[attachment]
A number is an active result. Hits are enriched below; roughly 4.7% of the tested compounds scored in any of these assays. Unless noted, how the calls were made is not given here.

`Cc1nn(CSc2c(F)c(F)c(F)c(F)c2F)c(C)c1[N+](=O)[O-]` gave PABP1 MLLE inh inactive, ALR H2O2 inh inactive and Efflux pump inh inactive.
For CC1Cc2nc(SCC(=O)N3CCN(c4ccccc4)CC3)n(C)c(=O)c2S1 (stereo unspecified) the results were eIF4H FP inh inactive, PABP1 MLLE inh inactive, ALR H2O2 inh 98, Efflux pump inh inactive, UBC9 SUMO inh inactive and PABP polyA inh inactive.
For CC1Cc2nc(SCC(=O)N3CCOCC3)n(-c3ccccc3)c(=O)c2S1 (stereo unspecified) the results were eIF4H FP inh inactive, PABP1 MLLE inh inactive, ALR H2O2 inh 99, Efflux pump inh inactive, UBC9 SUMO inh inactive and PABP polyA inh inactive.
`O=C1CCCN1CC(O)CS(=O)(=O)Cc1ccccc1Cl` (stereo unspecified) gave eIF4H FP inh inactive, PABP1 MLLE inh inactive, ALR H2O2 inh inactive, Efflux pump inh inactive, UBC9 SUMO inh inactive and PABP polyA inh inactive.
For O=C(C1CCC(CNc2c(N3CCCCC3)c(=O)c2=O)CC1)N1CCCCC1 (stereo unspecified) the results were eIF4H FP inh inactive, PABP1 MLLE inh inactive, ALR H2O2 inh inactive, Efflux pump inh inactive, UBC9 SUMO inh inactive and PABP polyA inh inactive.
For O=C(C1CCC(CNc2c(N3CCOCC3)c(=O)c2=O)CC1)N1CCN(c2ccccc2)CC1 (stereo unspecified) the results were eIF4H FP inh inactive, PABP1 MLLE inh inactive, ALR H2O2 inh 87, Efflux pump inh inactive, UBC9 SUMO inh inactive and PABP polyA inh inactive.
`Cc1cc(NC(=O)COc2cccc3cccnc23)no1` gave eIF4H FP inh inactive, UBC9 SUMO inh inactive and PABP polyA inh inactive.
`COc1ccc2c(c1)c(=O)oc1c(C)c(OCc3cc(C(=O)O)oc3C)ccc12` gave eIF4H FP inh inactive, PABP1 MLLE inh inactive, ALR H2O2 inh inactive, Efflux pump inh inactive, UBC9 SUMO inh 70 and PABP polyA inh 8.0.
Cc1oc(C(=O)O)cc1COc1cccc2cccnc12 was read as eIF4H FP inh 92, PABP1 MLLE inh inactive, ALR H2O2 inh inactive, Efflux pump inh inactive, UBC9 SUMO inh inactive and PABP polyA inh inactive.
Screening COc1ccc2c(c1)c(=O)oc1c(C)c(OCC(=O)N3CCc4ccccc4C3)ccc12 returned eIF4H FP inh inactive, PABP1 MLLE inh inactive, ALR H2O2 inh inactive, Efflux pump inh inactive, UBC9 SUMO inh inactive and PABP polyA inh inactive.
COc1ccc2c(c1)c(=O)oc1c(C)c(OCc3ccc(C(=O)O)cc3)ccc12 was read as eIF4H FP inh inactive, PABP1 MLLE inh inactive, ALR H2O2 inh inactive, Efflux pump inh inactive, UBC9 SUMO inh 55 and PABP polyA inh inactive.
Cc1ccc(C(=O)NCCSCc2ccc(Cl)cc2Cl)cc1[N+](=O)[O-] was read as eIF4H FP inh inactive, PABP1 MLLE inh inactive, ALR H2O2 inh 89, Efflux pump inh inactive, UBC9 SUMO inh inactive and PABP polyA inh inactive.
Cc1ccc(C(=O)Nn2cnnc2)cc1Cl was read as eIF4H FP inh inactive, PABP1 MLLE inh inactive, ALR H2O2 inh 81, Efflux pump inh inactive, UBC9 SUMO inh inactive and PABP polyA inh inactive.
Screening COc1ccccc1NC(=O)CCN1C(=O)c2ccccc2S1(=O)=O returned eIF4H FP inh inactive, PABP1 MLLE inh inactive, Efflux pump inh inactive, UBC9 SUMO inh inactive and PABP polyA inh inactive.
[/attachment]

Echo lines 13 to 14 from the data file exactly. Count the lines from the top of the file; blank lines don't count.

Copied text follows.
Cc1ccc(C(=O)NCCSCc2ccc(Cl)cc2Cl)cc1[N+](=O)[O-] was read as eIF4H FP inh inactive, PABP1 MLLE inh inactive, ALR H2O2 inh 89, Efflux pump inh inactive, UBC9 SUMO inh inactive and PABP polyA inh inactive.
Cc1ccc(C(=O)Nn2cnnc2)cc1Cl was read as eIF4H FP inh inactive, PABP1 MLLE inh inactive, ALR H2O2 inh 81, Efflux pump inh inactive, UBC9 SUMO inh inactive and PABP polyA inh inactive.